Clarisse Agbegnenou of Framce dethroned defending champion Tina Trstenjak to win the under 63kg title ©Getty Images

Clarisse Agbegnenou of France beat  defending champion Tina Trstenjak and avenged her defeat to the Slovenian in the final of the Olympic Games as she clinched the under 63 kilograms title at the International Judo Federation (IJF) Suzuki World Championships here.

Agbegnenou sealed her second world title after the Rio 2016 gold medallist was given three shido penalties during the final.

Germany's Alexander Wieczerzak secured the other title on offer today as he overcame Italy's Matteo Marconcini by ippon in the under 81kg final.

They were surprise finalists in a field which also included Russia's Rio 2016 gold medallist Khasan Khalmurzaev and defending champion Takanori Nagase, who was unable to maintain Japan's near monopoly of the event so far.

Agbegnenou, last crowned world champion at Chelyabinsk in 2014, signalled her intention from the start with a series of commanding performances.

The 24-year-old hardly spent any time on the tatami in the preliminary rounds, winning her opening bout against Israel's Inbal Shemesh of Israel by scoring an ippon after just seven seconds.

Mungunchimeg Baldorj of Mongolia, her opponent in the quarter-final, failed to provide any resistance and was beaten in 14 seconds by Agbegnenou.

Agbegnenou reached the last four by defeating Agata Ozdoba of Poland in a golden score period.

It was over to Trstenjak, the defending Olympic, world and European champion, to set up a Rio 2016 rematch.

The Slovenian duly obliged by battling past Yang Junxia of China, also in a golden score period.

Clarisse Agbegnenou of France secured her second world title and first since 2014 ©Getty Images
Clarisse Agbegnenou of France secured her second world title and first since 2014 ©Getty Images

Agbegnenou started the final the better of the two competitors and quickly seized control.

She was the only judoka offering anything in an attacking sense and slowly the shidos began to count against Trstenjak.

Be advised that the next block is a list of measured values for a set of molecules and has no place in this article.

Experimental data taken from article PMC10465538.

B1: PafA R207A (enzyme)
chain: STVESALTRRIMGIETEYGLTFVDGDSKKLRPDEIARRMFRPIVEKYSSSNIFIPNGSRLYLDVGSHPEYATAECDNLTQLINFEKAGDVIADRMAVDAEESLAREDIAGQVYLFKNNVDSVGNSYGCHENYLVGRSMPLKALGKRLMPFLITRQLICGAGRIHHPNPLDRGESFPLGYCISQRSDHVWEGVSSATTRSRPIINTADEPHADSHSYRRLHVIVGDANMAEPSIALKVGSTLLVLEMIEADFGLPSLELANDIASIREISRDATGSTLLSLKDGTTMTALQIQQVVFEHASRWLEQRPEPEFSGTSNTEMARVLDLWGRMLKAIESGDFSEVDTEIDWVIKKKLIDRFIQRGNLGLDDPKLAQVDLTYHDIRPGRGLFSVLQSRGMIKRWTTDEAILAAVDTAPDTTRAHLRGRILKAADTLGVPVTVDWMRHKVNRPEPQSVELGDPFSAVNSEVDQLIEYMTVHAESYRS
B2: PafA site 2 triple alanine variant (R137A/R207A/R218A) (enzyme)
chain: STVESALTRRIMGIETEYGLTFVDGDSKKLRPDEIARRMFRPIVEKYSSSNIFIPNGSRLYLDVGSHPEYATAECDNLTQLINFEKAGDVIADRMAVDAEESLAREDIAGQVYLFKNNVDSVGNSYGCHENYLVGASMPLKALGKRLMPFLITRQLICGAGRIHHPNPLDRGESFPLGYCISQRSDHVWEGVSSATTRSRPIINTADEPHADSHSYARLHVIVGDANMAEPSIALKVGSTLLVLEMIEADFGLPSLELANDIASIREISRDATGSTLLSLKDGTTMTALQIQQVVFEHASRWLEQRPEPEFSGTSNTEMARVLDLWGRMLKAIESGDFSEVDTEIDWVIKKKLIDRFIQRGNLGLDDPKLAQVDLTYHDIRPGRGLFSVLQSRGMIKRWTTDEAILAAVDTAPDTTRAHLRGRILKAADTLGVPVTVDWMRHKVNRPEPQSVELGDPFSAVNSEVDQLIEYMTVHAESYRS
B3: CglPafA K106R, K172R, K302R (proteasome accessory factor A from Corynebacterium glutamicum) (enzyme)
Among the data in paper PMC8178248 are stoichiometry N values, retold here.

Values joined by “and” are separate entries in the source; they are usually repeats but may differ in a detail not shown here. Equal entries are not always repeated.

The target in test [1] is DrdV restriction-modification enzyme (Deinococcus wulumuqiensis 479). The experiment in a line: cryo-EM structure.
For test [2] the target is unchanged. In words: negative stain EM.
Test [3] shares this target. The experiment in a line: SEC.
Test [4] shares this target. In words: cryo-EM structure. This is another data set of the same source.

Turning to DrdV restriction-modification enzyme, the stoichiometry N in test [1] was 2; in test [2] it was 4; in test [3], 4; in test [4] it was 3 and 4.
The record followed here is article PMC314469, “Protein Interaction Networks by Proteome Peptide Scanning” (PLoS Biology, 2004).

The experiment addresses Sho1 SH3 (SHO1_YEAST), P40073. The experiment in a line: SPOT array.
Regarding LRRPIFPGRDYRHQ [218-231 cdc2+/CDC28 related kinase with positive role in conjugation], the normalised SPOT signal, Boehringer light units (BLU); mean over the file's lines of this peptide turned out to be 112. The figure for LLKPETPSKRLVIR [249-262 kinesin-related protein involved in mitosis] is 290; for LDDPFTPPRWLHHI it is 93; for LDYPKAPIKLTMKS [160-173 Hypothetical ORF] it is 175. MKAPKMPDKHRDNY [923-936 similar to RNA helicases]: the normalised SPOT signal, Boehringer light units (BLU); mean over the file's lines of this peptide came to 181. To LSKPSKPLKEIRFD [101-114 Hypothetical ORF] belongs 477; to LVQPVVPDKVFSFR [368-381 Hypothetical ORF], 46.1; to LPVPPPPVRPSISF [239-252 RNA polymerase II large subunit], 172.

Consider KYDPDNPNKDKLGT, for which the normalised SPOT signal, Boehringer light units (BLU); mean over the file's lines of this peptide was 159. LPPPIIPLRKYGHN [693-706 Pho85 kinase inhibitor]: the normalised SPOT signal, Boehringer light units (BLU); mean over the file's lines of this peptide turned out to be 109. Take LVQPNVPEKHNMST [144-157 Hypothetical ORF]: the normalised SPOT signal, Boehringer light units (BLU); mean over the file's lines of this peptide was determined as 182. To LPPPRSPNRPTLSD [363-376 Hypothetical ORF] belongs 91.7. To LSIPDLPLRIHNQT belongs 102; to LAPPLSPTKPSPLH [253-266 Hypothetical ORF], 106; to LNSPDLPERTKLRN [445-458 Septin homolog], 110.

Trstenjak was unable to find a way past the stern defence of her opponent and was given a third penalty, resulted in automatic disqualification.

She had few complaints and the win for Agbegnenou was no less dominant than her rapid victories by ippon in the early stages.

"I am really happy, it was a tough match and it was really hard to win this fight and to win this World Championships," Agbegnenou said. 

"I cannot find the words for my happiness, I just barely believe that I am the gold medalist here."

Baldorj recovered from her quarter-final loss to the Frenchwoman by securing the bronze medal, Mongolia's fifth medal of the Championships, by defeating Yang.

Ozdoba overcame European Games gold medallist Martyna Trajdos of Germany to join the Mongolian on the podium.

Wieczerzak also impressed during the preliminary rounds and stunned Khalmurzaev on his way to the gold medal match at under 81kg.

The German, whose previous best result came when he earned European Games bronze medal in Baku in 2015, was not among those tipped for glory before the event and his run to the showpiece contest was hugely unexpected.

The same was the case for Marconcini, beaten to the bronze medal by Sergiu Toma of the United Arab Emirates at Rio 2016.

Both athletes went on the attack early on but it was Wieczerzak who proved strongest and who scored the match-ending ippon four seconds before the halfway stage to claim his maiden world title.

Germany's Alexander Wieczerzak won his first world title when he beat Italy's Matteo Marconcini in the under 81kg ©Getty Images
Germany's Alexander Wieczerzak won his first world title when he beat Italy's Matteo Marconcini in the under 81kg ©Getty Images

A raucous home crowd were denied the chance to see a Hungarian judoka step onto the podium as László Csoknyai lost to Iran's Saeid Mollaei after a minute of their bronze medal encounter.

The other bronze medal on offer in the category was sealed by Khalmurzaev, who ensured his World Championships debut ended with a medal as he beat Uuganbaatar Otgonbataar of Mongolia.

The event in the Hungarian capital is due to coninute tomorrow with action in three weight categories - under 70kg, under 78kg and under 90kg.

Rio 2016 Olympic silver medallist and three-time world champion Yuri Alvear of Colombia is the favourite at under 70kg as she arrives at the event undefeated this year.

The under 78kg competition could come down to a showdown between two Olympic medallists and former world champions as Mayra Aguiar of Brazil and Audrey Tcheumeo of France are expected to battle for the gold medal.

World number one and European champion Aleksandar Kukolj of Serbia is the number one seed in the under 90kg division.

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